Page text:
If you don’t see a diagram, your browser might be blocking it. See the source here.

PHP: Hypertext PreprocessorPHP 7.1.24 Released (8.11.2018, 00:00 UTC)
PHP 7.1.24 Release AnnouncementThe PHP development team announces the immediate availability of PHP 7.1.24. This is a bugfix release.All PHP 7.1 users are encouraged to upgrade to this version.For source downloads of PHP 7.1.24 please visit our downloads page, Windows source and binaries can be found on The list of changes is recorded in the ChangeLog.
PHP: Hypertext PreprocessorPHP 7.3.0RC5 Released (8.11.2018, 00:00 UTC)
The PHP team is glad to announce the next PHP 7.3.0 pre-release, PHP 7.3.0RC5. The rough outline of the PHP 7.3 release cycle is specified in the PHP Wiki. For source downloads of PHP 7.3.0RC5 please visit the download page. Windows sources and binaries can be found on Please carefully test this version and report any issues found in the bug reporting system. THIS IS A DEVELOPMENT PREVIEW - DO NOT USE IT IN PRODUCTION! For more information on the new features and other changes, you can read the NEWS file, or the UPGRADING file for a complete list of upgrading notes. Internal changes are listed in the UPGRADING.INTERNALS file. These files can also be found in the release archive. The next release would be RC6, planned for November 22nd. The signatures for the release can be found in the manifest or on the QA site. Thank you for helping us make PHP better.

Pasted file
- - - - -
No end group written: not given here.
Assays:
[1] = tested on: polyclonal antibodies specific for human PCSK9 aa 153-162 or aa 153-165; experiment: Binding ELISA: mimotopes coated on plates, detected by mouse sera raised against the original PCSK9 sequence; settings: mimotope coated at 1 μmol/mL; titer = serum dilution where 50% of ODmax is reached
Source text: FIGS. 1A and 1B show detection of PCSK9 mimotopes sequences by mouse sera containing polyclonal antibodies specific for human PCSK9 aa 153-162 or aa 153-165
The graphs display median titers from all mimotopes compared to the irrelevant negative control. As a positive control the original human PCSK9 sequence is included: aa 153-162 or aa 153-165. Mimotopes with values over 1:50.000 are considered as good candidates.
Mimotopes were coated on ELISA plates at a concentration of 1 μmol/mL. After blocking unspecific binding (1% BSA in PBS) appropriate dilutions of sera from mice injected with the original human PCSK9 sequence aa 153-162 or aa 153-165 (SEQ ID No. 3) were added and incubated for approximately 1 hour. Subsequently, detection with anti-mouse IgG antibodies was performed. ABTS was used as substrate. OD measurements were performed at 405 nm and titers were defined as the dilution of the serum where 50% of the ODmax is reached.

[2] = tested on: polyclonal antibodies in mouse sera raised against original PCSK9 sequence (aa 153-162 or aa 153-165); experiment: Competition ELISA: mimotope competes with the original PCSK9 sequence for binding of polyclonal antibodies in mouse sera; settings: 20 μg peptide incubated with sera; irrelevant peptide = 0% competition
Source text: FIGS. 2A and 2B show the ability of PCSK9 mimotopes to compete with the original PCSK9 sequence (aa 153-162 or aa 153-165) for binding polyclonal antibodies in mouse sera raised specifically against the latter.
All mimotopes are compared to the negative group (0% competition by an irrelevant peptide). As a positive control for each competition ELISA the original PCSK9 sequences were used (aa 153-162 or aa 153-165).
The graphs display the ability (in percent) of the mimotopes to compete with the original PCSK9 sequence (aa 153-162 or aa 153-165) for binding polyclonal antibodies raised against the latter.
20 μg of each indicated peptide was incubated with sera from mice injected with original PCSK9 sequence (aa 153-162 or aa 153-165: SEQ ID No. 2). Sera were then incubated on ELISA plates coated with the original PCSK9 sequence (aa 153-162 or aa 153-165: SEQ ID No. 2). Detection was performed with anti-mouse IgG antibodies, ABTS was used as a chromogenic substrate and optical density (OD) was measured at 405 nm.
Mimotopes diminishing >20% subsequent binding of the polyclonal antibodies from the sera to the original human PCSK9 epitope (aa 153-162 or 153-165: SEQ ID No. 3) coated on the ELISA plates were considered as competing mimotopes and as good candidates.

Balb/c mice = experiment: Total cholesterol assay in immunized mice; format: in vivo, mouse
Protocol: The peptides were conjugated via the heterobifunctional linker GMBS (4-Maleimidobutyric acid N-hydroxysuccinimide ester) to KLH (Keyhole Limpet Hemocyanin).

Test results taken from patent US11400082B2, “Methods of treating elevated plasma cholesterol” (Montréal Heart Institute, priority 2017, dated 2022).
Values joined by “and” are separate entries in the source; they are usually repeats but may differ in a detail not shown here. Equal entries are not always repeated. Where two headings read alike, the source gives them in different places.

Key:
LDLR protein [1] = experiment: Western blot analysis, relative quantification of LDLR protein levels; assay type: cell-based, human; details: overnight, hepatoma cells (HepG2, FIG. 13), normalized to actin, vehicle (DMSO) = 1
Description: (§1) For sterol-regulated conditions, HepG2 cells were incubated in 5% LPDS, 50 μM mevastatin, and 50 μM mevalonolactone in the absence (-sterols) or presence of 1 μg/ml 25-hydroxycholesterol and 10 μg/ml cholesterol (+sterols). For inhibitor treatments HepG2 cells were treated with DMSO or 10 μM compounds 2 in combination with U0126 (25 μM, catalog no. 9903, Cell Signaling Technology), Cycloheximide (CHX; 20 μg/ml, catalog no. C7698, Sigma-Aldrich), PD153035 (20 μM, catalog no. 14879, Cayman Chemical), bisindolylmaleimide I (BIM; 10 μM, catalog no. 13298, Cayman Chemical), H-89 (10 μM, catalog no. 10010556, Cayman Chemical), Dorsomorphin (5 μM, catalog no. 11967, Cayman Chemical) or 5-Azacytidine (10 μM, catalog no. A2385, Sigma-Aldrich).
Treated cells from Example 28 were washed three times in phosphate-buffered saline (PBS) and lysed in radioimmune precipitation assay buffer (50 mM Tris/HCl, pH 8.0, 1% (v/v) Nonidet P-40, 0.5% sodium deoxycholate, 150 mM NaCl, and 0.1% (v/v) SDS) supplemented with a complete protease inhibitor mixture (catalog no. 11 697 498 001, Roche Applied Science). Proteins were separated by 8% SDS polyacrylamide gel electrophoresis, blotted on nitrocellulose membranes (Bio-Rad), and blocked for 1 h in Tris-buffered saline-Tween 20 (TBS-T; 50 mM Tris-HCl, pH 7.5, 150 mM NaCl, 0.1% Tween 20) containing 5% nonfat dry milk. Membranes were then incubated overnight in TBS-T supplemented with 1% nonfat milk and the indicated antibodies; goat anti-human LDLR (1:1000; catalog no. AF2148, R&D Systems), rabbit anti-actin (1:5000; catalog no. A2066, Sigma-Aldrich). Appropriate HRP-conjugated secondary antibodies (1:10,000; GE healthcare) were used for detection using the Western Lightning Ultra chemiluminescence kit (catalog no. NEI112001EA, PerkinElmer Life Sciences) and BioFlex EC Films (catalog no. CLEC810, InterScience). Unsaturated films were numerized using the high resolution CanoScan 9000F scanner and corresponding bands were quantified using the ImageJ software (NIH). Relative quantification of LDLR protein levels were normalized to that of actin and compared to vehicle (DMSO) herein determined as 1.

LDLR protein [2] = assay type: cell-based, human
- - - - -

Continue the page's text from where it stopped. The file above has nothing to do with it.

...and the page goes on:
Evert PotWhich redirect do I choose? (7.11.2018, 15:00 UTC)

The 3xx status-codes are a bit of a mess. There’s a lot of confusion and mis-use, so I thought it might help to sum all of them up in a single article.